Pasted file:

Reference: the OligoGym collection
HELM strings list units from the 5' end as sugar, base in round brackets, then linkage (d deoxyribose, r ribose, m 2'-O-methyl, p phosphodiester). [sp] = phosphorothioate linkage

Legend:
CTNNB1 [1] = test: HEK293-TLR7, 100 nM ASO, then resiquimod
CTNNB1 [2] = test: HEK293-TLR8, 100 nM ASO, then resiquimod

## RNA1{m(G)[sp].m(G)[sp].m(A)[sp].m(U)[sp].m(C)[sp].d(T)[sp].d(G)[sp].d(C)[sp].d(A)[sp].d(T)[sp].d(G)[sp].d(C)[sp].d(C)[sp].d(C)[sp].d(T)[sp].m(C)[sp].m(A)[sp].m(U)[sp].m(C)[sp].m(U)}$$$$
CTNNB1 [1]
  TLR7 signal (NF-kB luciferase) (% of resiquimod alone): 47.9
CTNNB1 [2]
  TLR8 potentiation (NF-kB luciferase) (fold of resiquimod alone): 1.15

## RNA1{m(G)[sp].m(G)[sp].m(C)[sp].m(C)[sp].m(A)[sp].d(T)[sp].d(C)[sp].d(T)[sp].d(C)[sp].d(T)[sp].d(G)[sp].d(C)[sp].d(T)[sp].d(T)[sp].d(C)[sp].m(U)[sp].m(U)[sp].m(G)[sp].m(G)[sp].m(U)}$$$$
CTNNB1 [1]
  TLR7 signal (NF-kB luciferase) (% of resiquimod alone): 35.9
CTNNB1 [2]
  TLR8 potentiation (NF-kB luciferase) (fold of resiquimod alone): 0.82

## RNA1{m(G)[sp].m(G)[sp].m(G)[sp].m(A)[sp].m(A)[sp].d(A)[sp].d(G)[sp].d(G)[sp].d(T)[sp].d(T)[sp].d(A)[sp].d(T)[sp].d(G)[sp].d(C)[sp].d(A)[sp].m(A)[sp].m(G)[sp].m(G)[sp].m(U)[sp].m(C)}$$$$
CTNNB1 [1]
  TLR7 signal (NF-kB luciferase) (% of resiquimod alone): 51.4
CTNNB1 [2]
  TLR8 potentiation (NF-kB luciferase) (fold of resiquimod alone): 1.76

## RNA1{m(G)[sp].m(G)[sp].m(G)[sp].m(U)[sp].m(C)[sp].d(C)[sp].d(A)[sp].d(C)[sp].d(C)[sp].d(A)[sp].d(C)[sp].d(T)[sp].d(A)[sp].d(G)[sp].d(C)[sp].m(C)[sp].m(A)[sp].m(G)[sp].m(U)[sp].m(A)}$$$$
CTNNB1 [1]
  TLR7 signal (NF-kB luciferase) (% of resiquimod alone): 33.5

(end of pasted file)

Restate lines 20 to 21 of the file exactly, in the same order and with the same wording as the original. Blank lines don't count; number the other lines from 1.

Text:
  TLR8 potentiation (NF-kB luciferase) (fold of resiquimod alone): 1.76

## RNA1{m(G)[sp].m(G)[sp].m(G)[sp].m(U)[sp].m(C)[sp].d(C)[sp].d(A)[sp].d(C)[sp].d(C)[sp].d(A)[sp].d(C)[sp].d(T)[sp].d(A)[sp].d(G)[sp].d(C)[sp].m(C)[sp].m(A)[sp].m(G)[sp].m(U)[sp].m(A)}$$$$